Below the surface, miracles have been wrought with water and limestone. Vast cave systems, huge sink holes and underground streams provide huge scope for adventure.
» Waikato River : The mighty Waikato River travels through the
region. At 425 kilometers from end to end, it is the country's longest river.
As well as providing recreational opportunities, the river drives eight hydro
» Waitomo Caves : The Waitomo Caves were formed over 30 million years ago, and drip by drip they're still changing. The natural beauty of stalactites and stalagmites lit by the blue light of glow worms has to be seen to be believed.
» Hobbiton : On a Matamata sheep farm, you can visit the remnants of Hobbiton, the hobbit village created for the Lord of the Ring's movie trilogy. View the hobbit holes and find out how the set was created on a guided tour.
A steaming, hissing landscape complete with exploding geysers greets you on arrival in Rotorua, along with a tradition of hospitality and warmth more than one hundred years old.
Each and every day is a fresh one in Rotorua, with tourism pumping through the veins of the city. Rotorua knows how to do tourism well - and it should. It was the birthplace of tourism more than a century ago when visitors from foreign shores came to marvel at the awe-inspiring Pink and White Terraces set on the side of Rotomahana. Sadly these terraces were destroyed by the 1886 eruption of Mt Tarawera, but visitors to this unique region continued to grow following the catastrophic event. Many of the guides found at the city's iconic attractions today are simply following in the traditional of their ancestors and informing people of the area.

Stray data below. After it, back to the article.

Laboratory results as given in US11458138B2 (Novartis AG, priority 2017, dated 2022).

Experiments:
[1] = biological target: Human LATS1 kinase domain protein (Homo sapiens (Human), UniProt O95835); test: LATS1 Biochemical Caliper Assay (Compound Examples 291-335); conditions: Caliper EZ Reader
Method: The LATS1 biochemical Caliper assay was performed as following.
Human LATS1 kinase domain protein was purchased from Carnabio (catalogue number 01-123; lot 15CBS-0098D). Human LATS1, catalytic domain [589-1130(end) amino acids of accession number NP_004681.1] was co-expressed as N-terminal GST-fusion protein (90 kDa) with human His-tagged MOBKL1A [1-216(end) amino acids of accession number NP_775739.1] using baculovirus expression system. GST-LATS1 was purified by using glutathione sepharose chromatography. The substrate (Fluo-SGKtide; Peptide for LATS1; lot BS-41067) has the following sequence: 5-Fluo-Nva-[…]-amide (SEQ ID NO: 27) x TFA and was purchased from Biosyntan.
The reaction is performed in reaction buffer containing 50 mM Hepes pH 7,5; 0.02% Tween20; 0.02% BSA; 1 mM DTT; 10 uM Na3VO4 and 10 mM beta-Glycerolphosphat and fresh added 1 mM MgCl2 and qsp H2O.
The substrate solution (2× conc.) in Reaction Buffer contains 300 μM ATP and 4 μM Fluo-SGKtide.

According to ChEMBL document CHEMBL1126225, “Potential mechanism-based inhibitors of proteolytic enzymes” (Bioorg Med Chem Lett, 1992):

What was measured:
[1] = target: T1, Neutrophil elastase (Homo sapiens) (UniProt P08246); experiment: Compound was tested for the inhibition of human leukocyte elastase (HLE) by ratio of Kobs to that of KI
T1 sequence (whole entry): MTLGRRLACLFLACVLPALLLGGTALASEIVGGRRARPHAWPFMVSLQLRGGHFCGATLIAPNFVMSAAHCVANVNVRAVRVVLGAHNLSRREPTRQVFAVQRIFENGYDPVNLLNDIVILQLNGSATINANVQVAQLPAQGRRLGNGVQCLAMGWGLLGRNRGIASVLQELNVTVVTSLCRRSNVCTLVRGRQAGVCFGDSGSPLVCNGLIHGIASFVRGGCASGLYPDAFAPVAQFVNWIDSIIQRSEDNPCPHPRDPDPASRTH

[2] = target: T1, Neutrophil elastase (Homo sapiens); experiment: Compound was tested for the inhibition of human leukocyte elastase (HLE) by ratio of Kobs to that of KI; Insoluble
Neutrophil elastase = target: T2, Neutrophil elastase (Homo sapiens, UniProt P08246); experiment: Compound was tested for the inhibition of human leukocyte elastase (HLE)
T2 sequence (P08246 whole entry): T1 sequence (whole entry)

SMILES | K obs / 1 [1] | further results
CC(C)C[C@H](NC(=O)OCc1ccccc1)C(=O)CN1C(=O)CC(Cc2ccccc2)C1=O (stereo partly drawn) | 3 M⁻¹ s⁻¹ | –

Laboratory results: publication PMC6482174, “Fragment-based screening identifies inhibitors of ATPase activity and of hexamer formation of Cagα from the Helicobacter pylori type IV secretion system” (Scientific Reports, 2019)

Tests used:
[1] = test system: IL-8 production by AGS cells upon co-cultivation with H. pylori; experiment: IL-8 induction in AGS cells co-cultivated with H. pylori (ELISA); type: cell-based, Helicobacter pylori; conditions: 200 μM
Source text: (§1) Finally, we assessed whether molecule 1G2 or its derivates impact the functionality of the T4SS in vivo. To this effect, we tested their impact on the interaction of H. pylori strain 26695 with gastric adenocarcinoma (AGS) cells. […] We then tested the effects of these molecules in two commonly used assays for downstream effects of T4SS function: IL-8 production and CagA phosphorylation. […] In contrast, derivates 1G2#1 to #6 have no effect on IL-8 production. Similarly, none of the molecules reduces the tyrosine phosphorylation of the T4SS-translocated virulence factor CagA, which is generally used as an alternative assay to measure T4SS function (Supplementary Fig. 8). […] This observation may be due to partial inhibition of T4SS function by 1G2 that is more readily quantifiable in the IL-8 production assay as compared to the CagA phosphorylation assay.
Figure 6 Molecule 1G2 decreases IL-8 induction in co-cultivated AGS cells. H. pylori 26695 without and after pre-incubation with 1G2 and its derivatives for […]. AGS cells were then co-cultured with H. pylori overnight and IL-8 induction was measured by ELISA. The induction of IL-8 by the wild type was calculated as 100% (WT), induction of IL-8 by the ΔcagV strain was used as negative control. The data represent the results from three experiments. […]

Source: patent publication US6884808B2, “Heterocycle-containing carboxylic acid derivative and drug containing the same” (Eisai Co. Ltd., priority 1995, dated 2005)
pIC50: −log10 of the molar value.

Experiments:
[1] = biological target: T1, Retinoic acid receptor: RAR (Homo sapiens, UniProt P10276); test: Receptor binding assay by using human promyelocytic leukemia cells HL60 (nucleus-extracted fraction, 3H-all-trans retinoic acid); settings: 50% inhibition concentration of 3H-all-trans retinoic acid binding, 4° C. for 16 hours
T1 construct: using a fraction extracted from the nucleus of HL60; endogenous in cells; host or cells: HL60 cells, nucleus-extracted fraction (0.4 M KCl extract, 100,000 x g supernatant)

Rotorua has it all as a destination. It offers visitors a chance to free their spirit at one of the many spectacular lakes, rejuvenate their spirit at the natural geothermal complexes around the city, challenge their spirit with a burst of adrenalin, experience the spirit of a living culture both in the contemporary and traditional sense and feel the spirit of the earth as it rumbles beneath your feet.
With striking Tudor-style architecture, exquisite scenery and top class attractions, hotels, luxury lodges, backpackers and motels, Rotorua offers a complete package for any traveller on any budget.
Manaakitanga is a deep-rooted concept in Maori culture. It is a challenge for the people of the city and the region itself to offer visitors the best experience possible during their time in the city. Discover the important parts of the culture and land of New Zealand in this exceptional destination.
» Geothermal phenomena : From the moment you arrive, the scent of sulphur tells you that Rotorua is different. Steam escapes from crevices in the ground, gardens bloom alongside bubbling craters and geysers shoot for the sky.
» Spa therapy : Rotorua's beauty products have been centuries in the making. Lie back and soak in the minerals of a sensual mud bath, or sink into one of the many geothermal spas - from luxury complexes to hot water beaches.
» Maori spirit : In Rotorua's geothermal villages, the tradition
of guiding and sharing cultural heritage has been passed down through the
generations. You'll find it expressed with true warmth and energy.